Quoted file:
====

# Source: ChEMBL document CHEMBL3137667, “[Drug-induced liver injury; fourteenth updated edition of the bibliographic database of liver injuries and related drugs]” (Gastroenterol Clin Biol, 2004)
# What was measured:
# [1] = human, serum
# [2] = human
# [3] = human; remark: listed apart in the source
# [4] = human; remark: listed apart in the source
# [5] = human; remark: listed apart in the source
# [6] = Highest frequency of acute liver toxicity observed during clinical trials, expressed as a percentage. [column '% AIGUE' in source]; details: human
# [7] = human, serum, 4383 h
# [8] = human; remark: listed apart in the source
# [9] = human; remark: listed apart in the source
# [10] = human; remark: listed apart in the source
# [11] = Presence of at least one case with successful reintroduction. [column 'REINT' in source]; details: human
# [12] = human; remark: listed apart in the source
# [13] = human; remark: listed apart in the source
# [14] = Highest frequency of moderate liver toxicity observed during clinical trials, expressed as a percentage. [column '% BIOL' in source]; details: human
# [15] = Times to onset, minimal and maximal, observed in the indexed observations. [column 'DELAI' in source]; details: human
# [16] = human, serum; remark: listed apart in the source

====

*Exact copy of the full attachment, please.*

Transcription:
# Source: ChEMBL document CHEMBL3137667, “[Drug-induced liver injury; fourteenth updated edition of the bibliographic database of liver injuries and related drugs]” (Gastroenterol Clin Biol, 2004)
# What was measured:
# [1] = human, serum
# [2] = human
# [3] = human; remark: listed apart in the source
# [4] = human; remark: listed apart in the source
# [5] = human; remark: listed apart in the source
# [6] = Highest frequency of acute liver toxicity observed during clinical trials, expressed as a percentage. [column '% AIGUE' in source]; details: human
# [7] = human, serum, 4383 h
# [8] = human; remark: listed apart in the source
# [9] = human; remark: listed apart in the source
# [10] = human; remark: listed apart in the source
# [11] = Presence of at least one case with successful reintroduction. [column 'REINT' in source]; details: human
# [12] = human; remark: listed apart in the source
# [13] = human; remark: listed apart in the source
# [14] = Highest frequency of moderate liver toxicity observed during clinical trials, expressed as a percentage. [column '% BIOL' in source]; details: human
# [15] = Times to onset, minimal and maximal, observed in the indexed observations. [column 'DELAI' in source]; details: human
# [16] = human, serum; remark: listed apart in the source